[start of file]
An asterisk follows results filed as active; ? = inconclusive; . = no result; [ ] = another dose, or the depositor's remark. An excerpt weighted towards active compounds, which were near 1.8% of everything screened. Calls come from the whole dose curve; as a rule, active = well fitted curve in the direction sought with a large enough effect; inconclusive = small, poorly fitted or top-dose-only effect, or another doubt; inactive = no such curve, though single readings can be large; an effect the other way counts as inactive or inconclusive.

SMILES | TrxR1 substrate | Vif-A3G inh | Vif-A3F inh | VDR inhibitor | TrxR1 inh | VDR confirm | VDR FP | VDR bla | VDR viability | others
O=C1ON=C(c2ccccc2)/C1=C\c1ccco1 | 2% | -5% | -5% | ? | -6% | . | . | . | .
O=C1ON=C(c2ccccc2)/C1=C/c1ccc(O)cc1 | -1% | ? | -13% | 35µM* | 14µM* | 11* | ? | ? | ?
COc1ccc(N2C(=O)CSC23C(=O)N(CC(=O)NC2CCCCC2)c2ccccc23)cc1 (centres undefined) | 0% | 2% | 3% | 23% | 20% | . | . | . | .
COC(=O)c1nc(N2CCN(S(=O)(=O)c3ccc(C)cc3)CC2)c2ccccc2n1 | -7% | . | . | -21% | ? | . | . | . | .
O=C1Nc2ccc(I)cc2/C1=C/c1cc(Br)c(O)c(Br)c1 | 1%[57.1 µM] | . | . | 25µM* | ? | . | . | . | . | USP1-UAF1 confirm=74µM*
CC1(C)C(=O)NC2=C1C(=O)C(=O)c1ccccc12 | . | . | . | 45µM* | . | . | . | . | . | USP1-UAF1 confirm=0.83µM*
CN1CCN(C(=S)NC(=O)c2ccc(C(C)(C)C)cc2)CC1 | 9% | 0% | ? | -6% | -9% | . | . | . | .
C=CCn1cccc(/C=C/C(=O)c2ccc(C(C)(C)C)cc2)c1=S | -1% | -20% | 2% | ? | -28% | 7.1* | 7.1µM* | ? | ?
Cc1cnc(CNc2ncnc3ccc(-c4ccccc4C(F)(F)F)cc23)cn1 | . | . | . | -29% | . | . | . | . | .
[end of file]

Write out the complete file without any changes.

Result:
An asterisk follows results filed as active; ? = inconclusive; . = no result; [ ] = another dose, or the depositor's remark. An excerpt weighted towards active compounds, which were near 1.8% of everything screened. Calls come from the whole dose curve; as a rule, active = well fitted curve in the direction sought with a large enough effect; inconclusive = small, poorly fitted or top-dose-only effect, or another doubt; inactive = no such curve, though single readings can be large; an effect the other way counts as inactive or inconclusive.

SMILES | TrxR1 substrate | Vif-A3G inh | Vif-A3F inh | VDR inhibitor | TrxR1 inh | VDR confirm | VDR FP | VDR bla | VDR viability | others
O=C1ON=C(c2ccccc2)/C1=C\c1ccco1 | 2% | -5% | -5% | ? | -6% | . | . | . | .
O=C1ON=C(c2ccccc2)/C1=C/c1ccc(O)cc1 | -1% | ? | -13% | 35µM* | 14µM* | 11* | ? | ? | ?
COc1ccc(N2C(=O)CSC23C(=O)N(CC(=O)NC2CCCCC2)c2ccccc23)cc1 (centres undefined) | 0% | 2% | 3% | 23% | 20% | . | . | . | .
COC(=O)c1nc(N2CCN(S(=O)(=O)c3ccc(C)cc3)CC2)c2ccccc2n1 | -7% | . | . | -21% | ? | . | . | . | .
O=C1Nc2ccc(I)cc2/C1=C/c1cc(Br)c(O)c(Br)c1 | 1%[57.1 µM] | . | . | 25µM* | ? | . | . | . | . | USP1-UAF1 confirm=74µM*
CC1(C)C(=O)NC2=C1C(=O)C(=O)c1ccccc12 | . | . | . | 45µM* | . | . | . | . | . | USP1-UAF1 confirm=0.83µM*
CN1CCN(C(=S)NC(=O)c2ccc(C(C)(C)C)cc2)CC1 | 9% | 0% | ? | -6% | -9% | . | . | . | .
C=CCn1cccc(/C=C/C(=O)c2ccc(C(C)(C)C)cc2)c1=S | -1% | -20% | 2% | ? | -28% | 7.1* | 7.1µM* | ? | ?
Cc1cnc(CNc2ncnc3ccc(-c4ccccc4C(F)(F)F)cc23)cn1 | . | . | . | -29% | . | . | . | . | .